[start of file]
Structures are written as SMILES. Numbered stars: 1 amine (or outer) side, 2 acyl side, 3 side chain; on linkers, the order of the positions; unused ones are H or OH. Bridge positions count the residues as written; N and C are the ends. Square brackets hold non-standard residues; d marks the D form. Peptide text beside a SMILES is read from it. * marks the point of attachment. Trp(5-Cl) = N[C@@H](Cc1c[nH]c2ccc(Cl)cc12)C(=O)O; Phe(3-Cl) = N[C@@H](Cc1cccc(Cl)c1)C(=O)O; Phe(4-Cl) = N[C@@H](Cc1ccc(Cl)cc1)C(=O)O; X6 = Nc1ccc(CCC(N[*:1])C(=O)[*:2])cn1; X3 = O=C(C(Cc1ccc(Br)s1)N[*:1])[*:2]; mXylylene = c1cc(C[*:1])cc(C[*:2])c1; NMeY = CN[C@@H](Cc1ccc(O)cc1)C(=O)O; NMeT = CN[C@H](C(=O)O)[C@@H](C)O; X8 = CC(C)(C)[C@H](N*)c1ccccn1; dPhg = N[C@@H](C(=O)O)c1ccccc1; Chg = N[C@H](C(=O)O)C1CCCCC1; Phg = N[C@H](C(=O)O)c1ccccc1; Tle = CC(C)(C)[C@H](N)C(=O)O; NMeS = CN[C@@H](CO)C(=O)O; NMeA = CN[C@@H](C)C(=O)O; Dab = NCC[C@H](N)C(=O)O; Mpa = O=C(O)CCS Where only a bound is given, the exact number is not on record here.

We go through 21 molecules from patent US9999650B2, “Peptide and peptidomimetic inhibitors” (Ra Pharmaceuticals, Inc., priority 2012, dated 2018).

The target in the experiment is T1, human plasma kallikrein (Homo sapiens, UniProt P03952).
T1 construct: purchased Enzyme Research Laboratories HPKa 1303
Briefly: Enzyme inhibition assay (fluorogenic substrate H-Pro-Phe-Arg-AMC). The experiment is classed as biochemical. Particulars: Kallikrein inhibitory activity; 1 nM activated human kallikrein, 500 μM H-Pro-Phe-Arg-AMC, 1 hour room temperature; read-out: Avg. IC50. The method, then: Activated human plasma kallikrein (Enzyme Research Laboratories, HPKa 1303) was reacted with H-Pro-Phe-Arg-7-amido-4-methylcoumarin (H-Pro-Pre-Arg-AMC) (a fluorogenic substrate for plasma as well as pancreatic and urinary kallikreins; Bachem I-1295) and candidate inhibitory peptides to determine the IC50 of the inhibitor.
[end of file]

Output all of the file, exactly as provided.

Structures are written as SMILES. Numbered stars: 1 amine (or outer) side, 2 acyl side, 3 side chain; on linkers, the order of the positions; unused ones are H or OH. Bridge positions count the residues as written; N and C are the ends. Square brackets hold non-standard residues; d marks the D form. Peptide text beside a SMILES is read from it. * marks the point of attachment. Trp(5-Cl) = N[C@@H](Cc1c[nH]c2ccc(Cl)cc12)C(=O)O; Phe(3-Cl) = N[C@@H](Cc1cccc(Cl)c1)C(=O)O; Phe(4-Cl) = N[C@@H](Cc1ccc(Cl)cc1)C(=O)O; X6 = Nc1ccc(CCC(N[*:1])C(=O)[*:2])cn1; X3 = O=C(C(Cc1ccc(Br)s1)N[*:1])[*:2]; mXylylene = c1cc(C[*:1])cc(C[*:2])c1; NMeY = CN[C@@H](Cc1ccc(O)cc1)C(=O)O; NMeT = CN[C@H](C(=O)O)[C@@H](C)O; X8 = CC(C)(C)[C@H](N*)c1ccccn1; dPhg = N[C@@H](C(=O)O)c1ccccc1; Chg = N[C@H](C(=O)O)C1CCCCC1; Phg = N[C@H](C(=O)O)c1ccccc1; Tle = CC(C)(C)[C@H](N)C(=O)O; NMeS = CN[C@@H](CO)C(=O)O; NMeA = CN[C@@H](C)C(=O)O; Dab = NCC[C@H](N)C(=O)O; Mpa = O=C(O)CCS Where only a bound is given, the exact number is not on record here.

We go through 21 molecules from patent US9999650B2, “Peptide and peptidomimetic inhibitors” (Ra Pharmaceuticals, Inc., priority 2012, dated 2018).

The target in the experiment is T1, human plasma kallikrein (Homo sapiens, UniProt P03952).
T1 construct: purchased Enzyme Research Laboratories HPKa 1303
Briefly: Enzyme inhibition assay (fluorogenic substrate H-Pro-Phe-Arg-AMC). The experiment is classed as biochemical. Particulars: Kallikrein inhibitory activity; 1 nM activated human kallikrein, 500 μM H-Pro-Phe-Arg-AMC, 1 hour room temperature; read-out: Avg. IC50. The method, then: Activated human plasma kallikrein (Enzyme Research Laboratories, HPKa 1303) was reacted with H-Pro-Phe-Arg-7-amido-4-methylcoumarin (H-Pro-Pre-Arg-AMC) (a fluorogenic substrate for plasma as well as pancreatic and urinary kallikreins; Bachem I-1295) and candidate inhibitory peptides to determine the IC50 of the inhibitor.